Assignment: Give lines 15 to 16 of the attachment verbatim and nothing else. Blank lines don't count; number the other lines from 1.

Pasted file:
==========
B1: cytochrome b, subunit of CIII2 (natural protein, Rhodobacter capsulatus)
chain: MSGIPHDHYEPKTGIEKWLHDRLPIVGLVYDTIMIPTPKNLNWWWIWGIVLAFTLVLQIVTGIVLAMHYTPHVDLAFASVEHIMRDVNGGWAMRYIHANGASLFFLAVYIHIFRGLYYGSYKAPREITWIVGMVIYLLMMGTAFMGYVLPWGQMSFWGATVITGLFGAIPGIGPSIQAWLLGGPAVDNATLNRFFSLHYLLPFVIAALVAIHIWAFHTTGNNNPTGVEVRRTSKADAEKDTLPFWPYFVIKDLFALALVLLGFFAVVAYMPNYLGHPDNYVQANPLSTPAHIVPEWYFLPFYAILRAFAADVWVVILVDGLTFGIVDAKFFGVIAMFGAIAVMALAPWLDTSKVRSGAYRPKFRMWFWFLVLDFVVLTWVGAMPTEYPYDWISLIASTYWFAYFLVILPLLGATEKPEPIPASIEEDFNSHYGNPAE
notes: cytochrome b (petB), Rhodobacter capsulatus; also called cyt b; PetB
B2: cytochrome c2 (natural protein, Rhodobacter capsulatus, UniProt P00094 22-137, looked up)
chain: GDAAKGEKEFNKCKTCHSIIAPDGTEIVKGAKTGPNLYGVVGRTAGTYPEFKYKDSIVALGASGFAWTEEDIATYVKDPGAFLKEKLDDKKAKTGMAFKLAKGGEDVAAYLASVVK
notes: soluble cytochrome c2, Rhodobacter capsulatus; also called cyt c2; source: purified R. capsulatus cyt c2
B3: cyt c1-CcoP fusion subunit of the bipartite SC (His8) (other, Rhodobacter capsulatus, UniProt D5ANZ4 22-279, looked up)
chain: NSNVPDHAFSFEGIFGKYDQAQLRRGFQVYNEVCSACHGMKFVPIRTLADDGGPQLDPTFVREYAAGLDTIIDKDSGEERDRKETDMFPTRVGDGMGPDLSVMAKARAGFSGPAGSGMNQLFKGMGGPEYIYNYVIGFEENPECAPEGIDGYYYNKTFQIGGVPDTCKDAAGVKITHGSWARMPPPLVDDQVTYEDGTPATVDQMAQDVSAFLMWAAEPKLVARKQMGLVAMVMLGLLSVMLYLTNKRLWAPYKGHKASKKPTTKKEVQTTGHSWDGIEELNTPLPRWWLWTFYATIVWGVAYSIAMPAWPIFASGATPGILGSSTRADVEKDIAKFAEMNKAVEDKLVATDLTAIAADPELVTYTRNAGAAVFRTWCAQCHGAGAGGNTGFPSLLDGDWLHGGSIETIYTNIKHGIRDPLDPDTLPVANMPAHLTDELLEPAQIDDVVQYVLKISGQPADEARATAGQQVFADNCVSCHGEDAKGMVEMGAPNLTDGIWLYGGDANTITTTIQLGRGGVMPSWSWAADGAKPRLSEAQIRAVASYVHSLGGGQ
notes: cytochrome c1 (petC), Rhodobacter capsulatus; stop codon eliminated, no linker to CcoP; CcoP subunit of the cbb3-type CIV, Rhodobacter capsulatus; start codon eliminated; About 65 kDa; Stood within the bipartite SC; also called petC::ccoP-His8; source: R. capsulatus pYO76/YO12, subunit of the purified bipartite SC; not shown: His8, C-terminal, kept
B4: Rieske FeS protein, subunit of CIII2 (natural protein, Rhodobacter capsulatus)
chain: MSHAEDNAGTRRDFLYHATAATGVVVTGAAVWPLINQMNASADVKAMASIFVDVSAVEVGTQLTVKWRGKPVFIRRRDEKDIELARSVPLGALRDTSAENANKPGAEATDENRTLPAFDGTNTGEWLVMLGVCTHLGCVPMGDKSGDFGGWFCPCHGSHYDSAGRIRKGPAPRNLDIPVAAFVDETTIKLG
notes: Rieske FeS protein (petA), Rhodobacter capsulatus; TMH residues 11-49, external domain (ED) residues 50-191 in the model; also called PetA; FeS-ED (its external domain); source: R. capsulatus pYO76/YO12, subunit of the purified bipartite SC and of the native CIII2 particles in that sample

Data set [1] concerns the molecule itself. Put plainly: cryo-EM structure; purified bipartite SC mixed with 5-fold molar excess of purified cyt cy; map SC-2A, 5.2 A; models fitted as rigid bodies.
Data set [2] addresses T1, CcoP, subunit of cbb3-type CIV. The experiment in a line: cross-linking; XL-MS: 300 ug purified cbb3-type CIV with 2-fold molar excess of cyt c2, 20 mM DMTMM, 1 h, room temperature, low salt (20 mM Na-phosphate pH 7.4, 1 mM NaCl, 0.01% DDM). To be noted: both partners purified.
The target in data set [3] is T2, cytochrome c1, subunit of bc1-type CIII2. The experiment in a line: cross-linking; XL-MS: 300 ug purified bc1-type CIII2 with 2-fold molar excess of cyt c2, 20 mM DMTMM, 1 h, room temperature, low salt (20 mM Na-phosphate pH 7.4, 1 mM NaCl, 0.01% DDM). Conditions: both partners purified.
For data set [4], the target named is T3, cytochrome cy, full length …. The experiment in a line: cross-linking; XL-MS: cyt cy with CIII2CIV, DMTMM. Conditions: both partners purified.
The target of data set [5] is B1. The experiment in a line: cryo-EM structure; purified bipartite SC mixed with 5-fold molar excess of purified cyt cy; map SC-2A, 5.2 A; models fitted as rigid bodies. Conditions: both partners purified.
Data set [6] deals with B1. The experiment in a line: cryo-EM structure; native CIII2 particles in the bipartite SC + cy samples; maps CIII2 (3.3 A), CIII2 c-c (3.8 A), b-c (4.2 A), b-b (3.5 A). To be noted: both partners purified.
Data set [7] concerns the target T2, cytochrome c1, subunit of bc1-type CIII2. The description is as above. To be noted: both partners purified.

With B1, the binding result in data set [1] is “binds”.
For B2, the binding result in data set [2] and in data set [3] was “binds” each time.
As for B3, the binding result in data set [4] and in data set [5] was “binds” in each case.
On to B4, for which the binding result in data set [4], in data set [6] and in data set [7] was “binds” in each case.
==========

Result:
The target in data set [3] is T2, cytochrome c1, subunit of bc1-type CIII2. The experiment in a line: cross-linking; XL-MS: 300 ug purified bc1-type CIII2 with 2-fold molar excess of cyt c2, 20 mM DMTMM, 1 h, room temperature, low salt (20 mM Na-phosphate pH 7.4, 1 mM NaCl, 0.01% DDM). Conditions: both partners purified.
For data set [4], the target named is T3, cytochrome cy, full length …. The experiment in a line: cross-linking; XL-MS: cyt cy with CIII2CIV, DMTMM. Conditions: both partners purified.